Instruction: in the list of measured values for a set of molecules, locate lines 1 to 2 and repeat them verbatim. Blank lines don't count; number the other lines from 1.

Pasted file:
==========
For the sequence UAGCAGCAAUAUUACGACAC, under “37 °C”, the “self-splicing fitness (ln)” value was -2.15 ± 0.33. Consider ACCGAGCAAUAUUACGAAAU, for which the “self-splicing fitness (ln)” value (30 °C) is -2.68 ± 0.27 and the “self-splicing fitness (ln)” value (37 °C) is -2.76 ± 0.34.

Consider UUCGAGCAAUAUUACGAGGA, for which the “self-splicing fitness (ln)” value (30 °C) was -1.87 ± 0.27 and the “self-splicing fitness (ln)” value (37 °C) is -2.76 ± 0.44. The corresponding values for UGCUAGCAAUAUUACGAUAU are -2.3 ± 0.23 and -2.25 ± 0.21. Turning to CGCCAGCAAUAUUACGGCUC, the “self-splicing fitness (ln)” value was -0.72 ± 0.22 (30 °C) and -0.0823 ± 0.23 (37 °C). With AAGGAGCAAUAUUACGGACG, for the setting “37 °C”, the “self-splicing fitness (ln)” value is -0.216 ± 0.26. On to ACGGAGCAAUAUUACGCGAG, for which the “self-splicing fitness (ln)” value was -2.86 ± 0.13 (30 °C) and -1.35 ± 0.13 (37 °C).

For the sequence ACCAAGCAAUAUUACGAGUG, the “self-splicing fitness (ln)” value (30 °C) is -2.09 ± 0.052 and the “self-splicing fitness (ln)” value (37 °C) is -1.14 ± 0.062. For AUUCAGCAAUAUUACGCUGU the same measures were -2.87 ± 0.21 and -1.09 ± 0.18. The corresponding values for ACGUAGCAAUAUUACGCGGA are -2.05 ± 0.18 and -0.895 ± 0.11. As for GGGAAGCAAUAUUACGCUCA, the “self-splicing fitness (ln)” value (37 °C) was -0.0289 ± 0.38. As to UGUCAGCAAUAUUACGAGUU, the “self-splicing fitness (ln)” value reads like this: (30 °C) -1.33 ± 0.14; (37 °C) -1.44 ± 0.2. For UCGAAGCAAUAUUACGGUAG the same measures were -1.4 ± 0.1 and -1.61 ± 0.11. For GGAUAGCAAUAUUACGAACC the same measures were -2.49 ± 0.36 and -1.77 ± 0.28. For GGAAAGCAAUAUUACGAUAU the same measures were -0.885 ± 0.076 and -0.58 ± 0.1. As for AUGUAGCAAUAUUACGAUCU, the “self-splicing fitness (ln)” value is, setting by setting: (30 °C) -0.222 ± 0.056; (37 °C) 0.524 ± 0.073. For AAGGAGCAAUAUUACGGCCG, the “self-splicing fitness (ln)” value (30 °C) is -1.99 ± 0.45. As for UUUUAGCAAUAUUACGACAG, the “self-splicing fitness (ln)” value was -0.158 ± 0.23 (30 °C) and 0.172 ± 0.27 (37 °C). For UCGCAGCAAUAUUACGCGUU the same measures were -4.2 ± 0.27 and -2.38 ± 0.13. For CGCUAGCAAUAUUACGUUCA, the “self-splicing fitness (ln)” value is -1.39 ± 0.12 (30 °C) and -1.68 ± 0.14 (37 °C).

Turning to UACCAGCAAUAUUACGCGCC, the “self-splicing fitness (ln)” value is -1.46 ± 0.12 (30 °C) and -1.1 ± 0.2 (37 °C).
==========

For the sequence UAGCAGCAAUAUUACGACAC, under “37 °C”, the “self-splicing fitness (ln)” value was -2.15 ± 0.33. Consider ACCGAGCAAUAUUACGAAAU, for which the “self-splicing fitness (ln)” value (30 °C) is -2.68 ± 0.27 and the “self-splicing fitness (ln)” value (37 °C) is -2.76 ± 0.34.

Consider UUCGAGCAAUAUUACGAGGA, for which the “self-splicing fitness (ln)” value (30 °C) was -1.87 ± 0.27 and the “self-splicing fitness (ln)” value (37 °C) is -2.76 ± 0.44. The corresponding values for UGCUAGCAAUAUUACGAUAU are -2.3 ± 0.23 and -2.25 ± 0.21. Turning to CGCCAGCAAUAUUACGGCUC, the “self-splicing fitness (ln)” value was -0.72 ± 0.22 (30 °C) and -0.0823 ± 0.23 (37 °C). With AAGGAGCAAUAUUACGGACG, for the setting “37 °C”, the “self-splicing fitness (ln)” value is -0.216 ± 0.26. On to ACGGAGCAAUAUUACGCGAG, for which the “self-splicing fitness (ln)” value was -2.86 ± 0.13 (30 °C) and -1.35 ± 0.13 (37 °C).